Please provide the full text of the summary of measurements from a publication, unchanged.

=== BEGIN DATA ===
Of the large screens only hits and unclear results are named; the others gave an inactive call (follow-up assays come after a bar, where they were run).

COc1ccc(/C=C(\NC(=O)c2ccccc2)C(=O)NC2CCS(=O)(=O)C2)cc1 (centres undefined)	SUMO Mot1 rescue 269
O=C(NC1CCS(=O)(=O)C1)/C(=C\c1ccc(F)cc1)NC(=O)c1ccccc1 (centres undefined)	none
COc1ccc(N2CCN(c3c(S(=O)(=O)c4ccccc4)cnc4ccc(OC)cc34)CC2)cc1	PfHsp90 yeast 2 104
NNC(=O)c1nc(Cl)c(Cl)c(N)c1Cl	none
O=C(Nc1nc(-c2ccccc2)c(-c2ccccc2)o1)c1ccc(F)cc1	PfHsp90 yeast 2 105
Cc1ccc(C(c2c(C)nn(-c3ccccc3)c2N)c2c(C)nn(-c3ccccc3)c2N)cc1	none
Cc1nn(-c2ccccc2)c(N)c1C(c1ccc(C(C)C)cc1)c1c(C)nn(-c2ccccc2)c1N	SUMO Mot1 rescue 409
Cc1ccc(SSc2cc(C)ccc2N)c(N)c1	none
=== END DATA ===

Of the large screens only hits and unclear results are named; the others gave an inactive call (follow-up assays come after a bar, where they were run).

COc1ccc(/C=C(\NC(=O)c2ccccc2)C(=O)NC2CCS(=O)(=O)C2)cc1 (centres undefined)	SUMO Mot1 rescue 269
O=C(NC1CCS(=O)(=O)C1)/C(=C\c1ccc(F)cc1)NC(=O)c1ccccc1 (centres undefined)	none
COc1ccc(N2CCN(c3c(S(=O)(=O)c4ccccc4)cnc4ccc(OC)cc34)CC2)cc1	PfHsp90 yeast 2 104
NNC(=O)c1nc(Cl)c(Cl)c(N)c1Cl	none
O=C(Nc1nc(-c2ccccc2)c(-c2ccccc2)o1)c1ccc(F)cc1	PfHsp90 yeast 2 105
Cc1ccc(C(c2c(C)nn(-c3ccccc3)c2N)c2c(C)nn(-c3ccccc3)c2N)cc1	none
Cc1nn(-c2ccccc2)c(N)c1C(c1ccc(C(C)C)cc1)c1c(C)nn(-c2ccccc2)c1N	SUMO Mot1 rescue 409
Cc1ccc(SSc2cc(C)ccc2N)c(N)c1	none